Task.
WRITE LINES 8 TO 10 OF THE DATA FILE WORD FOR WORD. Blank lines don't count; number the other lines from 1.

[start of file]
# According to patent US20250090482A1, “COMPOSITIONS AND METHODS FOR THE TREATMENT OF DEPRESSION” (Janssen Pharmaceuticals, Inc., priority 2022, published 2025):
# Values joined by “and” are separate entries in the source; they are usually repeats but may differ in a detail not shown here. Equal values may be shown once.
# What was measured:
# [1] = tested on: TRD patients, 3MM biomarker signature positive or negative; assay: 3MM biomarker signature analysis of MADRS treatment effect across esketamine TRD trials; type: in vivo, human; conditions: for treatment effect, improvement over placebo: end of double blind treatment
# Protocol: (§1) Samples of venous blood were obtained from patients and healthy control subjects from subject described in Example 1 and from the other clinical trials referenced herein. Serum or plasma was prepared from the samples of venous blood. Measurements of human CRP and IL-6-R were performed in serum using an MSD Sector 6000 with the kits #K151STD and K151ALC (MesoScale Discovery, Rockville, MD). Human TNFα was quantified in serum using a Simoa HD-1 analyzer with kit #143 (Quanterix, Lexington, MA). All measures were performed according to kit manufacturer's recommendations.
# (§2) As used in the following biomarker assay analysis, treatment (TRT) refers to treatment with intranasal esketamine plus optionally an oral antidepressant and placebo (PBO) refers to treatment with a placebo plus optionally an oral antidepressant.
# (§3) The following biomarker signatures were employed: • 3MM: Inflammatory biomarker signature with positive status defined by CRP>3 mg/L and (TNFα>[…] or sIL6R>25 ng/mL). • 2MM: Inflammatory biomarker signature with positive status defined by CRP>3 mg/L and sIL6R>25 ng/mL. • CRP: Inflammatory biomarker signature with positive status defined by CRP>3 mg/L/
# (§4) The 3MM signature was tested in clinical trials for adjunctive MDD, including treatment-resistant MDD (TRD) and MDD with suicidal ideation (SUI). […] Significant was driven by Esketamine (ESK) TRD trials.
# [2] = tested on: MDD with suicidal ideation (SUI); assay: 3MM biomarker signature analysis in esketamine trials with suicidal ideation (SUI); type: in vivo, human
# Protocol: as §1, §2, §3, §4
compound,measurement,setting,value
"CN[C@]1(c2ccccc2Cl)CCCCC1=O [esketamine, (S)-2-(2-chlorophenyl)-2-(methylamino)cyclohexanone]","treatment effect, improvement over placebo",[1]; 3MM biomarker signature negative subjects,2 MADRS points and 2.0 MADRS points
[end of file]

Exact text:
# (§4) The 3MM signature was tested in clinical trials for adjunctive MDD, including treatment-resistant MDD (TRD) and MDD with suicidal ideation (SUI). […] Significant was driven by Esketamine (ESK) TRD trials.
# [2] = tested on: MDD with suicidal ideation (SUI); assay: 3MM biomarker signature analysis in esketamine trials with suicidal ideation (SUI); type: in vivo, human
# Protocol: as §1, §2, §3, §4